The colour of alexandrite
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Decades of marketing have placed diamonds on a pedestal above other gemstones. They’re an engagement ring tradition and are also found in lots of other jewellery. However, there’s another, coloured gemstone which is arguably superior. Not content with being one colour, it can display a whole range of hues, depending on the light falling on it. The gemstone in question? Alexandrite.

Alexandrite is a rare form of the chrysoberyl mineral, which has the chemical formula Al2BeO4. Deposits of alexandrite were first discovered in the 1830s, in the Ural Mountains in Russia. Sources attribute its discovery to Nils Gustaf Nordenskjöld, a Finnish mineralogist who initially thought that the gemstone was an emerald. However, he was perplexed by its hardness. Gem hardness is measured on the Moh’s scale, with alexandrite rating at 8.5 to emerald’s 7.5-8.0. Nordenskjöld also noted that the gem changed colours in different lights, appearing red when he examined it by candlelight. He recorded it as a new variety of chrysoberyl, suggesting the name ‘diaphanite’.
Unfortunately for Nordenskjöld, his suggested name didn’t stick. In the gemstone’s Russian homeland, another mineralogist, Count Lev Alekseevich Perovskii (who had sent Nordenskjöld the sample he had evaluated) had designs on naming it. He presented the gemstone to the future Tsar Alexander II on his 16th birthday and named it in his honour.
Alexandrite’s colour is a consequence of impurities present in its chemical structure. Its chemical formula is Al2BeO4; however, in some places where an aluminium ion should sit in the structure, a chromium ion can be found instead. These impurities account for less than 1% of the aluminium sites in the structure – but this is enough to give alexandrite its blue-green hue.
As we’ve already noted, alexandrite’s colour doesn’t remain the same and can vary when its placed in different light sources. In daylight it’s blue-green, but under the artificial light in your home it takes on a purple-red hue. The small amounts of chromium impurities cause this curious effect. Chromium ions absorb visible light strongly in the dark blue and yellow regions of the spectrum. Uniform white light (with equal contribution from all colours) gives alexandrite a purple-grey colour due to this. Other types of light vary in their composition.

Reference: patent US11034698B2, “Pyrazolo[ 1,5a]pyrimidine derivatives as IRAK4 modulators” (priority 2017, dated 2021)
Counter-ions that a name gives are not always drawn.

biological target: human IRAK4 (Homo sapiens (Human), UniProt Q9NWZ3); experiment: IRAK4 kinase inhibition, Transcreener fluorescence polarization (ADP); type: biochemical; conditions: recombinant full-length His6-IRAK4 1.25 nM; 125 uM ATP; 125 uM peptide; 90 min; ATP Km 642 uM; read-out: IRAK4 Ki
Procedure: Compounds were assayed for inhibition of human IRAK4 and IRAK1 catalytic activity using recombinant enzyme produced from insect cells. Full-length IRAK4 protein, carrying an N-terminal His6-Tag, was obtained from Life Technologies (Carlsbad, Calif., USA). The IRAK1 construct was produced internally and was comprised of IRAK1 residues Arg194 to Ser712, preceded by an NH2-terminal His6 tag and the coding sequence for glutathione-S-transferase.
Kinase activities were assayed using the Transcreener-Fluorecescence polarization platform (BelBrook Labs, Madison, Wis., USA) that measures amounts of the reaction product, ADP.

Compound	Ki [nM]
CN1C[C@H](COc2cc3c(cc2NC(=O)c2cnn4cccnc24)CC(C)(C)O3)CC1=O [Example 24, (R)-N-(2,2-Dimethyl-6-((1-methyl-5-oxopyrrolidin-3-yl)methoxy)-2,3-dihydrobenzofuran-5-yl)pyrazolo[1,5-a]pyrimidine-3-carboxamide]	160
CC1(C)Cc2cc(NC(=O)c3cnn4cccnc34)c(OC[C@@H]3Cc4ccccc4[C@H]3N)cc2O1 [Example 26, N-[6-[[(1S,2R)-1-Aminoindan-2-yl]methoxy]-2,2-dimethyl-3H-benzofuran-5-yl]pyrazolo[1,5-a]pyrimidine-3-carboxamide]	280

Sunlight doesn’t have a uniform contribution from all colours in the spectrum. In fact, there’s slightly more green and blue light than there is red. As more green and blue light remain unabsorbed than red light, alexandrite appears blue-green. In incandescent light, candlelight, or any light which has what we’d term a ‘warm’ temperature, there is a much greater contribution from the red end of the spectrum. There’s also much less blue and green. As chromium ions don’t absorb much red light, this leads to the purple-red colouration of alexandrites in these conditions.
It’s even possible to get one more colour from alexandrite. If a UV lamp is shone on an alexandrite, an intense, glowing red colour is seen (shown below). This also originates from the chromium ion impurities in the structure, but the explanation differs. In this case, it’s fluorescence causing the colouration. The electrons in the chromium ions absorb the UV light, gaining energy and jumping to higher energy levels. As they fall back down to their original energy level, they emit their excess energy as light. This gives the glowing red fluorescence.
Alexandrite fluorescence
If you’re now fully convinced of alexandrite’s superiority to diamonds, there’s some bad news: it’s much rarer and pricier. That said, synthetic versions are available which are cheaper. Some synthetic alexandrites are closer to the naturally-occurring versions than others. Many gemstones offered up as synthetic alexandrites are really corundum (the mineral from which rubies and sapphires are composed) laced with vanadium impurities to give a degree of colour change. These imitations lack the green colours of true alexandrite.
Other synthetic alexandrites mimic the original gemstone’s colour changing abilities more faithfully. There are two methods used to produce synthetic alexandrites: the ‘pulled crystal’ (or Czochralski) method and the ‘flux-melt’ method.
In the ‘pulled crystal’ method, gemstone constituents are melted in a crucible. Then a small seed crystal is lowered into the melt. As the seed crystal is slowly raised from the molten solution, it increases in size as constituents from the solution crystallise onto it. Alexandrites produced using this method have intense colours and are near-flawless. This distinguishes them from naturally-occurring alexandrite, which often contains small imperfections. A derivative version of this method is the ‘floating zone’ method (where the seed crystal is pulled through the solution horizontally instead of vertically).
The ‘flux-melt’ method for growing synthetic alexandrite uses a molten flux of variable composition. The alexandrite constituents are dissolved in this flux. While dissolved, the components can attach to a seed crystal placed within the flux, or crystallise randomly if no seed crystal is present. The process can span up to twelve months, with the slow cooling more adequately mimicking the natural processes that form naturally-occurring alexandrite. Small amounts of flux can be trapped in the alexandrite crystals that form. This makes them harder to distinguish, as they appear similar to the inclusions in real alexandrite.
Whether the alexandrite in question is naturally-occurring or synthetic, it’s unlikely to be taking diamond’s place as the majority’s gemstone of choice any time soon. It definitely makes for much more interesting chemistry conversations, though!